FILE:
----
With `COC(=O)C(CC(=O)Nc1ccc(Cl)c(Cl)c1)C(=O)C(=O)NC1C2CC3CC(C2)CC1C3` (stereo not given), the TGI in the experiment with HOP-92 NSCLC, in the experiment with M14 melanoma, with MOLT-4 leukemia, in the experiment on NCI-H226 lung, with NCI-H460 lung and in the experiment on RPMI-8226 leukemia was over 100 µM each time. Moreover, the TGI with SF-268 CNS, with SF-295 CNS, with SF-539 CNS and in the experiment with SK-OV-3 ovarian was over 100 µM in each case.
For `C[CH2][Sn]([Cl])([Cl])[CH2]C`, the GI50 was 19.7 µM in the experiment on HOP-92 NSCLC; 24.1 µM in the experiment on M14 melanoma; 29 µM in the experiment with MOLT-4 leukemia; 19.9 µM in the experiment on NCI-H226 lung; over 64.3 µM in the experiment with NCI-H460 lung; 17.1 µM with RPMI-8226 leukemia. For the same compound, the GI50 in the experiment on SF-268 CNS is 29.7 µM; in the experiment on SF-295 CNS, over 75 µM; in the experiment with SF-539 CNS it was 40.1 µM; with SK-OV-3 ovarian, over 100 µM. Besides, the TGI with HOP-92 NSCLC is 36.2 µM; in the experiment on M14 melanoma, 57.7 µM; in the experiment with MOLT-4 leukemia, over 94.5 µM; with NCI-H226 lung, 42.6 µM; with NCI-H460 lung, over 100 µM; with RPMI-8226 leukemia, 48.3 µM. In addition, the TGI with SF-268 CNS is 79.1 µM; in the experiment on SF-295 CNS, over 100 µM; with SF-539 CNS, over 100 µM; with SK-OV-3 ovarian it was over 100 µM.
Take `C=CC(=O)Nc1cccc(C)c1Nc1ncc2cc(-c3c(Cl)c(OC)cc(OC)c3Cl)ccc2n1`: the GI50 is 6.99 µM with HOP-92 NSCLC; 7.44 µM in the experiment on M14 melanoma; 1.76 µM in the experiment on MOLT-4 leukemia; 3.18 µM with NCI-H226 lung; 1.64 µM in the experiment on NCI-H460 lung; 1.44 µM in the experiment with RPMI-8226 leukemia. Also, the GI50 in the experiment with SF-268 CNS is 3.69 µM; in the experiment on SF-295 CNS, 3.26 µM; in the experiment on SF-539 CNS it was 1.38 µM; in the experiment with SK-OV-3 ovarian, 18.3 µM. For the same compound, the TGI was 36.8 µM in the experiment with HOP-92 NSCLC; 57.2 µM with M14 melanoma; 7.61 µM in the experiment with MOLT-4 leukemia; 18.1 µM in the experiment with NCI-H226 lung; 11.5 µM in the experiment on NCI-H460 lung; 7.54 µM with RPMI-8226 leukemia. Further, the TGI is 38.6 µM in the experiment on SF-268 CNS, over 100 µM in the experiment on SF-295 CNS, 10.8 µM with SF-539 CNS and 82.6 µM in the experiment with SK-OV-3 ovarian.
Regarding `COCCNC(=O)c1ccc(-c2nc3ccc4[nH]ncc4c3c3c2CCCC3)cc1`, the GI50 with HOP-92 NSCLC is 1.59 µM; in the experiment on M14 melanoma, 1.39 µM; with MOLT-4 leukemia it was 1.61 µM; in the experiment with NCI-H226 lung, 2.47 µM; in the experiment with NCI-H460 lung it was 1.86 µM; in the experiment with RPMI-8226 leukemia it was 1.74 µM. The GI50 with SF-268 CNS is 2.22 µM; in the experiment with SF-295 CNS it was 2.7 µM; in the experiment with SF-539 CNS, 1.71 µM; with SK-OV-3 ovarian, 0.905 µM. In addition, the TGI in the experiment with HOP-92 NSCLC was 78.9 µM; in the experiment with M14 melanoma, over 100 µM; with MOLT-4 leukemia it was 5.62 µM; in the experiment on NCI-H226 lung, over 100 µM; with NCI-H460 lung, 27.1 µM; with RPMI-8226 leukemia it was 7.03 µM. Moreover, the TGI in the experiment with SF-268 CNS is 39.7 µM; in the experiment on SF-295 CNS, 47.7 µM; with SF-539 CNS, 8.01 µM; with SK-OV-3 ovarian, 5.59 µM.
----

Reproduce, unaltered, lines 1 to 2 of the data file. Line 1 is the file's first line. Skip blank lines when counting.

With `COC(=O)C(CC(=O)Nc1ccc(Cl)c(Cl)c1)C(=O)C(=O)NC1C2CC3CC(C2)CC1C3` (stereo not given), the TGI in the experiment with HOP-92 NSCLC, in the experiment with M14 melanoma, with MOLT-4 leukemia, in the experiment on NCI-H226 lung, with NCI-H460 lung and in the experiment on RPMI-8226 leukemia was over 100 µM each time. Moreover, the TGI with SF-268 CNS, with SF-295 CNS, with SF-539 CNS and in the experiment with SK-OV-3 ovarian was over 100 µM in each case.
For `C[CH2][Sn]([Cl])([Cl])[CH2]C`, the GI50 was 19.7 µM in the experiment on HOP-92 NSCLC; 24.1 µM in the experiment on M14 melanoma; 29 µM in the experiment with MOLT-4 leukemia; 19.9 µM in the experiment on NCI-H226 lung; over 64.3 µM in the experiment with NCI-H460 lung; 17.1 µM with RPMI-8226 leukemia. For the same compound, the GI50 in the experiment on SF-268 CNS is 29.7 µM; in the experiment on SF-295 CNS, over 75 µM; in the experiment with SF-539 CNS it was 40.1 µM; with SK-OV-3 ovarian, over 100 µM. Besides, the TGI with HOP-92 NSCLC is 36.2 µM; in the experiment on M14 melanoma, 57.7 µM; in the experiment with MOLT-4 leukemia, over 94.5 µM; with NCI-H226 lung, 42.6 µM; with NCI-H460 lung, over 100 µM; with RPMI-8226 leukemia, 48.3 µM. In addition, the TGI with SF-268 CNS is 79.1 µM; in the experiment on SF-295 CNS, over 100 µM; with SF-539 CNS, over 100 µM; with SK-OV-3 ovarian it was over 100 µM.